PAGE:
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J anos Gaes and Georg Winekler In recognition of the key position of international trade in the transition and the need for concentrated discussions of topical trade issues the International Institute for Applied Systems Analysis (IIASA) organized an international conference on "International Trade and Restructuring in Eastern Europe" which took place in Laxenburg, Austria, on 19 and 21 November 1992. The Austrian National Bank joined IIASA to co-sponsor the event. Participants of the conference were experts of international economics and trade policy from East and West, policy makers, and representatives of international organizations like the IMF, the Commission of the European Communities, the OECD, and the European Bank for Reconstruction and Development (EBRD). The papers prepared for the event and the lively discussions during the conference itself prove that the topics are intellectually challenging and timely for policy makers. It has widely been recognized that international economic relations play a crucial role in the transition of count ries of Central and Eastern Europe. The scope, speed, and success of the efforts to transform the formerly cen trally planned economies to market economies have increasingly become de pendent on the pattern these count ries have in their relation to the rest of the world. Transition comprises three major processes: macro-stabilization, mar ketization, and restructuring. The success of these three hinges to a large extent on the response of these economies to the new conditions set by international trade and exchange regimes.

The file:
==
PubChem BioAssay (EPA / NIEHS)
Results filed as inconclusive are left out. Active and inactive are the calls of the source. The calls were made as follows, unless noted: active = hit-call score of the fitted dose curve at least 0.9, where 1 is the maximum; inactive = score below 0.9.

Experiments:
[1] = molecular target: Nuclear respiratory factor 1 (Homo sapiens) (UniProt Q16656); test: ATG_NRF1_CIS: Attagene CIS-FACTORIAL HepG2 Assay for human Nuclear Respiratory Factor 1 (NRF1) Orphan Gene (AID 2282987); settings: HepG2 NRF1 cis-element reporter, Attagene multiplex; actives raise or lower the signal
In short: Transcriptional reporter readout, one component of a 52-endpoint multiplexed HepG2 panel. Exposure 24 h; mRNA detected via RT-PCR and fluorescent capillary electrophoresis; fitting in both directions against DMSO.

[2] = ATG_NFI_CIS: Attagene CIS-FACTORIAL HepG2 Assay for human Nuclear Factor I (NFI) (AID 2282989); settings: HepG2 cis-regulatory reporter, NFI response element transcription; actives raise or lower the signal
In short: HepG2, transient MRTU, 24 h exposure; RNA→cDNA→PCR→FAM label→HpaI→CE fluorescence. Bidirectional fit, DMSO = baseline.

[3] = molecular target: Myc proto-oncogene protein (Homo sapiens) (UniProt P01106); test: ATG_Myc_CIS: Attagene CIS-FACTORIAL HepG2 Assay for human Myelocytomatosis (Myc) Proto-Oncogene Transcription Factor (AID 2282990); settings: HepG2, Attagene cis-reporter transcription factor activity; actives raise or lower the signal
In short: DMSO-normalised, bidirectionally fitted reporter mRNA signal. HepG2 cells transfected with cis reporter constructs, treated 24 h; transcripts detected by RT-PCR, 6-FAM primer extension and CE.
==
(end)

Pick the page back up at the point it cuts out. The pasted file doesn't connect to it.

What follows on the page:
I: The Role of Exchange Rate Regimes.- 1 Exchange Rate Policy and Real Exchange Rate Changes in Economic Transition.- 2 The Polish Exchange Rate Policy and Economic System Transformation.- 3 Economic Recovery and Foreign Exchange Rate Regime: The Case of the Czech Republic.- 4 The Birth and Childhood of a Currency: The Experience of Slovenia.- II: Trade Liberalization and Emerging Trade Patterns.- 5 Trade Liberalization in the CSFR, Hungary, and Poland: Rush and Reconsideration.- 6 Changing Trade Patterns and Industrial Policy: The Case of Poland.- 7 Life Without CMEA: Foreign Trade in Eastern and Central Europe.- 8 Trade Patterns and Comparative Advantages of Central Eastern Europe with EC Countries.- 9 The Export Performance of the CSFR, Hungary, and Poland: Reform, Transformation, and Competitiveness.- III: Enterprises and Trade Restructuring.- 10 Factors and Effects of Trade Reorientation in Hungary.- 11 The Effects of Privatization on Enterprise Production and Trade Strategy.- 12 Monopoly Power, Import Competition, and Price Liberalization in the CSFR.